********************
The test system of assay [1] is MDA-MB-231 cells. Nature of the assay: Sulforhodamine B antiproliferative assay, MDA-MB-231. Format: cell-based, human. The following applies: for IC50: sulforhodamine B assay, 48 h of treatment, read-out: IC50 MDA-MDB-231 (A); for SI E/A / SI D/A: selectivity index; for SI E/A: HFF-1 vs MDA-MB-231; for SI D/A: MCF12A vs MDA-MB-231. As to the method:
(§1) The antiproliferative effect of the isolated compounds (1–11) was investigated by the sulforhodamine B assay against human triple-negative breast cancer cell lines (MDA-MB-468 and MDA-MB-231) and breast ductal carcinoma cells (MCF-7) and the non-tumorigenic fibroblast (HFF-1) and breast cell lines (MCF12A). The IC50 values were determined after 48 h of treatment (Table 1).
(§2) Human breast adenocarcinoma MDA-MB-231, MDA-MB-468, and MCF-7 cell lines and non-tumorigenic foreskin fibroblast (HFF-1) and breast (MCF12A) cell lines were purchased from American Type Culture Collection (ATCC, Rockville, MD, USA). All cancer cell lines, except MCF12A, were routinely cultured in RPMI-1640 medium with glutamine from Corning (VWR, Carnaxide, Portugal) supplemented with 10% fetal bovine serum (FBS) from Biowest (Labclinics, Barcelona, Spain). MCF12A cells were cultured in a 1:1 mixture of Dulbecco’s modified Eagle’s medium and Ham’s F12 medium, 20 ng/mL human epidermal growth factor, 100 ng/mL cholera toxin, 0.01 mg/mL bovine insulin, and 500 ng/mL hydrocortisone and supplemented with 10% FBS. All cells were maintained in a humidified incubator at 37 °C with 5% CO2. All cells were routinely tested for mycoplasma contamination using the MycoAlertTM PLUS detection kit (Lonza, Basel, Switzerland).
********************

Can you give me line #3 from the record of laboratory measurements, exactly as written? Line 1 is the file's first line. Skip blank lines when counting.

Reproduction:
(§2) Human breast adenocarcinoma MDA-MB-231, MDA-MB-468, and MCF-7 cell lines and non-tumorigenic foreskin fibroblast (HFF-1) and breast (MCF12A) cell lines were purchased from American Type Culture Collection (ATCC, Rockville, MD, USA). All cancer cell lines, except MCF12A, were routinely cultured in RPMI-1640 medium with glutamine from Corning (VWR, Carnaxide, Portugal) supplemented with 10% fetal bovine serum (FBS) from Biowest (Labclinics, Barcelona, Spain). MCF12A cells were cultured in a 1:1 mixture of Dulbecco’s modified Eagle’s medium and Ham’s F12 medium, 20 ng/mL human epidermal growth factor, 100 ng/mL cholera toxin, 0.01 mg/mL bovine insulin, and 500 ng/mL hydrocortisone and supplemented with 10% FBS. All cells were maintained in a humidified incubator at 37 °C with 5% CO2. All cells were routinely tested for mycoplasma contamination using the MycoAlertTM PLUS detection kit (Lonza, Basel, Switzerland).